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10 years of collaboration at Baltimore pediatric hospital

10 years of collaboration at Baltimore pediatric hospital

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Mt Washington Pediatric HospitalMFWhile two of the state’s major medical systems may compete with each other in some respects, they’re now celebrating 10 years of an unusual partnership to care for children who require complex medical and rehabilitation care.

The University of Maryland Medical System and Johns Hopkins Medicine became the joint owners of Baltimore’s Mt. Washington Pediatric Hospital in 2006 — a move that officials say guarantees that young patients can continue getting the care that they need.

“We all recognized that children in this region can benefit from the power of all three institutions,” said Mt. Washington CEO Sheldon Stein. “The egos all get checked.”

Sheldon Stein. (File)
Sheldon Stein. (File)

The co-ownership arrangement gives the children’s hospital access to both technology and expertise it might not otherwise have, Stein said.

The facility can take advantage of the purchasing power of the larger systems, for example, acquiring new technology, supplies and services through their contracts it wouldn’t be able to access on its own; it also obtains its malpractice insurance at a favorable rate through the UMMS self-insurance trust.

Mt. Washington’s focus on infants and children who need ongoing care and therapy also means it’s exempt from the state’s global-budget system that governs most of its other hospitals. Under that system, hospitals’ annual revenues are capped, giving them a financial incentive to reduce re-admissions and potentially avoidable hospital visits.

For Hopkins and UMMS, it’s helpful for the children’s hospital to bear those expenses, Stein said.

Since Mt. Washington’s revenues can increase along with the volume of care it offers, Mt. Washington has a flexibility other hospitals don’t have. It also gives Hopkins and UMMS a place to send patients who no longer need the care of an academic medical center, said UMMS CEO Robert Chrencik.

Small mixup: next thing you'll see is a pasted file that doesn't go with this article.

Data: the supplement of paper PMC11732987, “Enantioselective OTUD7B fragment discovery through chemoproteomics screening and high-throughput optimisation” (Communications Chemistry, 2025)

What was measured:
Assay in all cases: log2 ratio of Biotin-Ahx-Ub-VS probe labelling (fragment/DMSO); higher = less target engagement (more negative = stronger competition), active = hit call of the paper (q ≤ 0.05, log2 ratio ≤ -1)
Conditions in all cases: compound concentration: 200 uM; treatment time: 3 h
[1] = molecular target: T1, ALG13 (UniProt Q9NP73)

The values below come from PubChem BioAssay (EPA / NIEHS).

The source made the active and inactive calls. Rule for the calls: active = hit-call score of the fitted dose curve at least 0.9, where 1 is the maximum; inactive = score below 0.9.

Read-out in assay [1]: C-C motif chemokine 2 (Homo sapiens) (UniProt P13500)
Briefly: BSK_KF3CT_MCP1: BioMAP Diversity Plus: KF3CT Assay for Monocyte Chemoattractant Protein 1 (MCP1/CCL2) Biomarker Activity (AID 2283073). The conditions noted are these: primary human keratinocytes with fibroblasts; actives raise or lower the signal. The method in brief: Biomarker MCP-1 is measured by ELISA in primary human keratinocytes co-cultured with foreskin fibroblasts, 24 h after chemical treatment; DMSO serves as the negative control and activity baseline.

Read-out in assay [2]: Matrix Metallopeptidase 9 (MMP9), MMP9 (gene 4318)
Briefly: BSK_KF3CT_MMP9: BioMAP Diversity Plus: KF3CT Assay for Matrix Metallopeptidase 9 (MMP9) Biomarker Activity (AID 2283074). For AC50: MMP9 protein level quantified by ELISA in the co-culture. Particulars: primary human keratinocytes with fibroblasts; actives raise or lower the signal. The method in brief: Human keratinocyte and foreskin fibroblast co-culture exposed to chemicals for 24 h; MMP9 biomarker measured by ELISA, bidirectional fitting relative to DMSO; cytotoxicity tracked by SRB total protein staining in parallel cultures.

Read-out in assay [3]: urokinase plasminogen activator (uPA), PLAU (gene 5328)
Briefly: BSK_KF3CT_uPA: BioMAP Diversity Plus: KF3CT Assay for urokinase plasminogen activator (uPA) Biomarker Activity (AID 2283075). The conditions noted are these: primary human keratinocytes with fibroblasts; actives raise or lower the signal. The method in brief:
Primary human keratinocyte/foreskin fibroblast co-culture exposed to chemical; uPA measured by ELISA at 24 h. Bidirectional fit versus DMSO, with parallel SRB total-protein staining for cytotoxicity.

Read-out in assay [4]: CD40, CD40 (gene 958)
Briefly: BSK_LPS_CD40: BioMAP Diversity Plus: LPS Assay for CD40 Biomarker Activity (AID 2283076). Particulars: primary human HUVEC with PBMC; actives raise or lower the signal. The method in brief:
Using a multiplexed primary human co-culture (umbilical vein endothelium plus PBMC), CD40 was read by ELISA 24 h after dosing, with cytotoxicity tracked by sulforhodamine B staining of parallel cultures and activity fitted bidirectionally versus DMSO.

Hopkins sends many “graduates” of its neonatal intensive-care unit who aren’t yet ready to go home to Mt. Washington, said Ronald Peterson, president of the Johns Hopkins Hospital and Health System and executive vice president of Johns Hopkins Medicine.

The partnership also offers the academic systems the chance to have some continued influence over the quality of their patients’ ongoing care, Peterson said.

“I’m happy we’ve been able to do it,” Peterson said. “The competitive model only goes so far.”

For most of its 90-plus-year history, Mt. Washington Pediatric Hospital has had a clinical relationship with Hopkins and drawn its medical leadership – including its current top medical officer – from that institution, Stein said.

The hospital has been part of the UMMS since 2000, when its previous owner, the former North Arundel Hospital, joined the university system.  A few years later, UMMS approached Hopkins about joint ownership.

“It’s the best way to ensure Mt. Washington will always be there for us,” Chrencik said.

In the future, Stein hopes to implement a telemedicine system where the hospital’s patients can connect with doctors and specialists from the other institutions remotely so the children don’t have to miss school and their parents don’t need to take time off from work.

The 102-bed hospital treats more than 8,000 patients per year, with about 800 needing inpatient care and the rest requiring outpatient services.

David Pelovitz, whose 11-year old daughter, Nadiya, is a regular patient at Mt. Washington, said he and his wife have been impressed with the caring staff and personal attention at the hospital for years.

Nadiya was born with a rare genetic condition and can’t walk or speak; she also suffers from epilepsy and has difficulty controlling her hands; she visits the hospital once a week for multiple therapy sessions, include one that is helping her learn to eat, Pelovitz said.

Several years ago, she spent about three months in the hospital following surgery on her legs.

“We felt very comfortable and secure,” he said. “We were comfortable leaving her there overnight.”

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